How do you purely celebrate that when just beneath it is the reality that a return to America is probably an end to it again. How do you feel the loosening of some knot in your guts because this new country allows children to be children and expects you to do the same, and you realize how much impossibility you held in yourself, how much impossibility was yours to somehow achieve as mother. The craziest thing is I didn’t even realize it was there until it was gone.
the homework the reading “norms” the “safety of children” the forms the healthy food the endless march to get to the top of a dying middle class the eye toward retirement for freedom
I almost cried when George came home and told me they made apple pie in school and got candy for a kid’s birthday. It was just the type of thing that would appall and “deeply concern” so many mothers in my old town. Sugar! At school! Standing on desks! Candy!
It’s just, like, not that big of a deal here. Nobody cares. No wonder Dutch kids are the happiest in the world. And it isn’t that there are no rules. That doesn’t make kids happy.
My kids’ school is incredibly strict about sugar in lunches. As in, it’s not allowed at all. So, you know, they’re like reasonable.
There’s no need to complicate this. I’m disrupted. That’s all this is. I’m finding my way in a new reality.
I have to admit though I absolutely didn’t know what it would feel like to have my world contract to a tiny square.
I lived in northern California my whole life. My parents lived there. My grandparents too. My great-grandparents arrived there after making their way out of the Philippines and the East Coast and Southern United States. So, while my body resided in a single town outside of Sacramento, familiar land stretched beneath my feet all the way to the middle of California, to the Nevada border, to Humboldt County on the way to Oregon. To the sun dropping into the Pacific Ocean.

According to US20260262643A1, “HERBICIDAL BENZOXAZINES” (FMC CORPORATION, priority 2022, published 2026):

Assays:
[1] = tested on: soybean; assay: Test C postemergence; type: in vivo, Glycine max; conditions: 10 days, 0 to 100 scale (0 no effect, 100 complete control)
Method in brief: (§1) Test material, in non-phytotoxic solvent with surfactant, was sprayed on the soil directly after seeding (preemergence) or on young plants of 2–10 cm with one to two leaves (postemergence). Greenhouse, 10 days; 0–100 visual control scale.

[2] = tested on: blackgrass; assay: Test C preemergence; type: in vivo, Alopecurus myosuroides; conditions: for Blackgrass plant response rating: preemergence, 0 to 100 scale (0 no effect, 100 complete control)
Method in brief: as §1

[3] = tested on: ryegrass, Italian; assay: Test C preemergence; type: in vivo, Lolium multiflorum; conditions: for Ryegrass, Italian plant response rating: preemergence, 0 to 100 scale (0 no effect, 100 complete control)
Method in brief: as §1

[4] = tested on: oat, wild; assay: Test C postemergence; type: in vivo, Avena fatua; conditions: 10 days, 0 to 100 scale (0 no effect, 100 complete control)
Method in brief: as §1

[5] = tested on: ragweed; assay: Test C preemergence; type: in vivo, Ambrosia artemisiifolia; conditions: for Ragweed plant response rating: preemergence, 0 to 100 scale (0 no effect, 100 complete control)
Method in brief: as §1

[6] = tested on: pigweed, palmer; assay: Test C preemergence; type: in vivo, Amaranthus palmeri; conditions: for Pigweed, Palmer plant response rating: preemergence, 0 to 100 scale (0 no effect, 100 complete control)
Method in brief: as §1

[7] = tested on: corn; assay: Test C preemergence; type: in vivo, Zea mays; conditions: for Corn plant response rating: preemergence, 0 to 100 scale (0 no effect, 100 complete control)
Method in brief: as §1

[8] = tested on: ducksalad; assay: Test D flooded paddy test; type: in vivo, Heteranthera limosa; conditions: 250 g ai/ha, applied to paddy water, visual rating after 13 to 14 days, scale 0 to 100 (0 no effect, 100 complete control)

It isn’t about knowing all the mountains and trees and lakes and roads. California’s too big for that. It’s about knowing a place from as far back as you can remember. It’s about imagining the boundaries of your home, the dirt you love, places you know in your bones from memory and history. Living your whole life in the same place feels like circles expanding so far beyond yourself, one after another, boundaries of familiarity wherever you go.
And in your mind, you can see it, how far your friends and family and feet stretch around you. It seems to hold you there in the center with old, massive hands.
It feels like safety.
Apparently it’s no small thing to let it all go.
I knew I wouldn’t get out of this without some sort of reckoning. Nothing comes for free. Nothing is that simple.
There’s so much left behind.
My brother left for ten years for college and medical school. But I, I don’t leave. And if I leave, I certainly don’t get somewhere new and find a mirror to the insanity of my former life. I certainly don’t feel the relief of a saner, more humane and pragmatic society next to the reality that it isn’t mine.
How much new can the heart and brain hold? Where the fuck am I?
One foot at home, aching. Aching. FUCKING ACHING.
One foot here.
I didn’t come here seeking happiness. I came here seeking a life more aligned with freedom of profession and time, with family, with choice, with something beyond endless work for survival then hopefully a retirement and something more than a big house to celebrate on my deathbed. I came here for a fuller life right now, a slowing down, a different kind of safety circling us.
The fact that I found it is somehow excruciating.
Hi. I have three writing workshops starting next year.
We’ve got WRITE ANYWAY, for the writer sick of her own mental shit (fear, mostly). And the RENEGADE WRITERS’ GROUP, for the writer ready to get a first draft done. And finally, FROM MEMORY TO MEMOIR, which will bring you from memories of your life to actual story, or help you shape and enhance a memoir draft you’re wondering what to do with. Email me questions or to set up installment plans (which I offer for all of these).
Oh and my book didn’t write itself. And you can totally still buy it!
(Please do. I owe people money.)